Dear Editor,

My name is Misty Adams, and I am a transplant to Moab and Grand County. In the six years I have been here, I have heard and seen the blatant disregard of the heritage and history of this area. I have heard the stories of the locals, their grandparents, their cousins and friends. This beautiful, remote and lovely place has a rich and amazing history.

All of that being said, I understand that times change. There are hundreds of thousands visitors to our beautiful area each year; they each come for their own reasons. Some seek easily found solitude, some seek the thrill of a jeeping adventure, or a rappel down a cliff side. We are now a tourist destination with a wide range of activities for every level of ability and need. This is an amazing and wild place. Wonderful to visit, hard to live in.

I work a full-time, un-benefited job for eight months out of the year. I then take unemployment for four months! When I sign up for unemployment, all I have to say is that I live in Moab. Their response is “Oh, yes, we’ll take off the job hunt requirements.” I am 40 years old, with decent work experience and education. My husband is a fifth-year teacher, making barely over $34,000 a year with a double bachelor. Thank goodness we do not have kids; we would never be able to make ends meet. We are lucky to own the home we are in. If we tried to purchase that same home today, we could not afford to. But you see, I love living here. I love the old timers, the kids, the town. I love the wild, vistas and trails.

I would also love to see families making ends meet, not relying on foodstamps and unemployment. Parents able to find good, full-time, year-round, benefited jobs.

This could happen by allowing SITLA trade-in, in areas that can supply oil, gas and potash. By allowing this county to receive some real income, we can provide jobs, and benefits to many residents.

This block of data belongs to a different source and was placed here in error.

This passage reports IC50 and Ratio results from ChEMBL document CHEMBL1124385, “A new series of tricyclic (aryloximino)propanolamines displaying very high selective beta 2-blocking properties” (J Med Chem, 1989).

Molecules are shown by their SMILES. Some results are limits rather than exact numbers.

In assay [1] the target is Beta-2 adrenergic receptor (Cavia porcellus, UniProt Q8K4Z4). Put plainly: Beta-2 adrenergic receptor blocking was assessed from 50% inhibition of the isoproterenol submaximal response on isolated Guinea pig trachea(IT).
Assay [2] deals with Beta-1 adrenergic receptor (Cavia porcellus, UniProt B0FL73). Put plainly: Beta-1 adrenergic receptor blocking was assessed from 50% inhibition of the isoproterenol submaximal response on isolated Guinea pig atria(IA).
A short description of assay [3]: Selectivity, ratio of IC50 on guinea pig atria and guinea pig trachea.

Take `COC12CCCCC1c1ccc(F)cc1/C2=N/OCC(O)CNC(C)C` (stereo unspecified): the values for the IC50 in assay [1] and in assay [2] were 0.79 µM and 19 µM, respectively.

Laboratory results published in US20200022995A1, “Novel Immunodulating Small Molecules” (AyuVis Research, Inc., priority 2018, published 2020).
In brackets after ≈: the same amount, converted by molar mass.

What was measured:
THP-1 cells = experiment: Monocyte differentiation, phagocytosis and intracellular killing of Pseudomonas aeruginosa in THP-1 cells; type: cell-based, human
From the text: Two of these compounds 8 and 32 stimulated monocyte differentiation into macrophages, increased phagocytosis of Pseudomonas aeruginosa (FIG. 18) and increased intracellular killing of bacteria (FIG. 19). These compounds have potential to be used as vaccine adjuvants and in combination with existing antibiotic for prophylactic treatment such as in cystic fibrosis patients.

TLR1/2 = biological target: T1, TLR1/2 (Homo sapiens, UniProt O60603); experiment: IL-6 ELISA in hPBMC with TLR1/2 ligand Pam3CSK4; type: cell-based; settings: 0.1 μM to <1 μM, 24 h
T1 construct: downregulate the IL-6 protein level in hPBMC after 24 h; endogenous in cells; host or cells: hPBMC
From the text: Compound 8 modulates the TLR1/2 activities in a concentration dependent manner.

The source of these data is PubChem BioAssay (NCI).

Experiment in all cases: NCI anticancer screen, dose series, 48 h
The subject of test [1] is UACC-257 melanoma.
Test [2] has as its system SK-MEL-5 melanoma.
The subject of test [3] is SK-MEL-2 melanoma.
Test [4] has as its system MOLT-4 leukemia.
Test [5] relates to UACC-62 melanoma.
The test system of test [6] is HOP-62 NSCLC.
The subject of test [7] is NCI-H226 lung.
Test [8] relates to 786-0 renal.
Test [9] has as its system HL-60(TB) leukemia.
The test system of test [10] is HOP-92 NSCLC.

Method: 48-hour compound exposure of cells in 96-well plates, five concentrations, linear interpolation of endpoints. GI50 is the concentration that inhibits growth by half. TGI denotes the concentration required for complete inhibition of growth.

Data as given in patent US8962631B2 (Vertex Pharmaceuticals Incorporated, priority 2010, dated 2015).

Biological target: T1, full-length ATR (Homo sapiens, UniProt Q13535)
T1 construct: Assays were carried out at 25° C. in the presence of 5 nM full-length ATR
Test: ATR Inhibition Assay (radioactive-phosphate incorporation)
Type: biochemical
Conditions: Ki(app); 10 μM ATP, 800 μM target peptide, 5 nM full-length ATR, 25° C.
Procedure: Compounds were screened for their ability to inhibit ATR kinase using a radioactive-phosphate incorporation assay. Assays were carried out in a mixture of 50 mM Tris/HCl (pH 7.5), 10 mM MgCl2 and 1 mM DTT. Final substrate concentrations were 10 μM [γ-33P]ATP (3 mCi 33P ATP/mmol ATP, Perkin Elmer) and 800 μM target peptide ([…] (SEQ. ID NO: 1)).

Some of you may know my husband, some of you may not, but he has a disability called CMT. This disability makes it impossible for him to hike, walk, raft, climb. He is limited to motorized recreation. Most of the council has voted to make wilderness in areas that don’t qualify as wilderness. Maybe you don’t understand what wilderness is. The dictionary definition of wilderness is:

1. a tract or region uncultivated and uninhabited by human beings

2. an area essentially undisturbed by human activity

3. an empty or pathless area or region.

You are recommending “building wilderness” in areas that don’t qualify; you will potentially be closing roads down that are the only access that people, like my husband, have to these areas. I was told in a council meeting, “He can see it from the cherry stems.” You are basically thinking selfishly, not allowing a significant portion of people from ever seeing areas that they currently have access to. For reference: 13.3 million Americans used a wheelchair or assistive mobility device.

I am beginning to believe this kind of inaccessibility is your goal. But, you must understand: These lands do not just belong to you. They belong to every person here, and the federal lands to every person in America.

I have been to the council meetings. You continue to say that you will “only” close non Jeep Safari roads. Well, good on you, but there are other beautiful, and less-used roads that we don’t want to see closed either!

I am also frustrated with constantly hearing what SUWA, or Red Rock Heritage Act, or the Grand Canyon Trust recommends. They are organizations; they should not have a say. We, as the residents of Grand County, should be able to decide what to do with our lands without these organizations determining what is best for a community they do not live in.